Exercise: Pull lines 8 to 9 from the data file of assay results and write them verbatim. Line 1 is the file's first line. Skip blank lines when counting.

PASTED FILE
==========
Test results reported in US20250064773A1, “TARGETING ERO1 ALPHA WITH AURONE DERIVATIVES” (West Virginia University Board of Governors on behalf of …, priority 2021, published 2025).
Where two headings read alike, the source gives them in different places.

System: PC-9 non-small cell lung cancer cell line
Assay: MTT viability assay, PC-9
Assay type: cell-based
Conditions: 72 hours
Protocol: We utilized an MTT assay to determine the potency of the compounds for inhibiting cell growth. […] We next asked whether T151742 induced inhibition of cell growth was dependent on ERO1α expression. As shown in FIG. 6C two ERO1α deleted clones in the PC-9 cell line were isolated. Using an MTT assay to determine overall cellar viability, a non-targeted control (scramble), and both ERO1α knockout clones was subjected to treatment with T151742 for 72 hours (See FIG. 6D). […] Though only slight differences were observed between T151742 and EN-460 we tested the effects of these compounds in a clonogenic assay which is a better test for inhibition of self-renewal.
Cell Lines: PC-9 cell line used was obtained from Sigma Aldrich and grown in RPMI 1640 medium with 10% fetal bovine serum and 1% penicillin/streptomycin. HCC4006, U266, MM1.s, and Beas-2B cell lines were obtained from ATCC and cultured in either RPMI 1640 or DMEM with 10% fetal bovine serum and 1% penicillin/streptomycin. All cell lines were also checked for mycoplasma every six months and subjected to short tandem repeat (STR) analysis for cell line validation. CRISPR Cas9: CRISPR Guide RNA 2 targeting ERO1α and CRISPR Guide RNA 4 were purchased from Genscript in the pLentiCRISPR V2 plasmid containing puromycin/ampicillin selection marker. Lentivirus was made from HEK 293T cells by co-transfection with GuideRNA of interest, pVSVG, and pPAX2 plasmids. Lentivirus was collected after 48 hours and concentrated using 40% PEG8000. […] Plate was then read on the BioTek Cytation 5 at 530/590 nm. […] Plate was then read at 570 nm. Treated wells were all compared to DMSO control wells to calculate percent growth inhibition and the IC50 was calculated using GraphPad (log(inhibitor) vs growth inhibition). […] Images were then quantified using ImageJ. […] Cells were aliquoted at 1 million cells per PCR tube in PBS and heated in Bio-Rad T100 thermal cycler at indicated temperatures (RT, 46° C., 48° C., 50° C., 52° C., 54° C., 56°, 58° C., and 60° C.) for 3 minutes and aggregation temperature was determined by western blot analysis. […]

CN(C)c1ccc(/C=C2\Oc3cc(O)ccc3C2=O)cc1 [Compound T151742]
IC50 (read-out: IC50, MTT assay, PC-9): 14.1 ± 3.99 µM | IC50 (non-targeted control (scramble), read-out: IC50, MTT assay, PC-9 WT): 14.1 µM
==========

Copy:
Cell Lines: PC-9 cell line used was obtained from Sigma Aldrich and grown in RPMI 1640 medium with 10% fetal bovine serum and 1% penicillin/streptomycin. HCC4006, U266, MM1.s, and Beas-2B cell lines were obtained from ATCC and cultured in either RPMI 1640 or DMEM with 10% fetal bovine serum and 1% penicillin/streptomycin. All cell lines were also checked for mycoplasma every six months and subjected to short tandem repeat (STR) analysis for cell line validation. CRISPR Cas9: CRISPR Guide RNA 2 targeting ERO1α and CRISPR Guide RNA 4 were purchased from Genscript in the pLentiCRISPR V2 plasmid containing puromycin/ampicillin selection marker. Lentivirus was made from HEK 293T cells by co-transfection with GuideRNA of interest, pVSVG, and pPAX2 plasmids. Lentivirus was collected after 48 hours and concentrated using 40% PEG8000. […] Plate was then read on the BioTek Cytation 5 at 530/590 nm. […] Plate was then read at 570 nm. Treated wells were all compared to DMSO control wells to calculate percent growth inhibition and the IC50 was calculated using GraphPad (log(inhibitor) vs growth inhibition). […] Images were then quantified using ImageJ. […] Cells were aliquoted at 1 million cells per PCR tube in PBS and heated in Bio-Rad T100 thermal cycler at indicated temperatures (RT, 46° C., 48° C., 50° C., 52° C., 54° C., 56°, 58° C., and 60° C.) for 3 minutes and aggregation temperature was determined by western blot analysis. […]

CN(C)c1ccc(/C=C2\Oc3cc(O)ccc3C2=O)cc1 [Compound T151742]